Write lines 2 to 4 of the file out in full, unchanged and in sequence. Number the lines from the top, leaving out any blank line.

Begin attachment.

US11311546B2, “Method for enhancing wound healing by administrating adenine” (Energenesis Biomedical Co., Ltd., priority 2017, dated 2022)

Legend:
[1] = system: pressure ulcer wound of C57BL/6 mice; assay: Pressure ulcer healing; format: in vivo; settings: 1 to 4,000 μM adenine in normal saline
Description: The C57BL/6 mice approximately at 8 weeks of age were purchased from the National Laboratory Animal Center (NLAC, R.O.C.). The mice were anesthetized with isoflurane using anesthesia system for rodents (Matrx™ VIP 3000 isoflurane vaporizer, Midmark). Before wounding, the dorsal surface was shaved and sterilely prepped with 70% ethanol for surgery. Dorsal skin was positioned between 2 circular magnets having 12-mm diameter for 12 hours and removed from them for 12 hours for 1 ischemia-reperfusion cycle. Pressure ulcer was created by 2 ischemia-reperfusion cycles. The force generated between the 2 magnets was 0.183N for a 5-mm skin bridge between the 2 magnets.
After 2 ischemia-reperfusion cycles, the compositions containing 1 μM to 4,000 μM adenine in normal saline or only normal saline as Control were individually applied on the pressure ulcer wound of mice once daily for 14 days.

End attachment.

Legend:
[1] = system: pressure ulcer wound of C57BL/6 mice; assay: Pressure ulcer healing; format: in vivo; settings: 1 to 4,000 μM adenine in normal saline
Description: The C57BL/6 mice approximately at 8 weeks of age were purchased from the National Laboratory Animal Center (NLAC, R.O.C.). The mice were anesthetized with isoflurane using anesthesia system for rodents (Matrx™ VIP 3000 isoflurane vaporizer, Midmark). Before wounding, the dorsal surface was shaved and sterilely prepped with 70% ethanol for surgery. Dorsal skin was positioned between 2 circular magnets having 12-mm diameter for 12 hours and removed from them for 12 hours for 1 ischemia-reperfusion cycle. Pressure ulcer was created by 2 ischemia-reperfusion cycles. The force generated between the 2 magnets was 0.183N for a 5-mm skin bridge between the 2 magnets.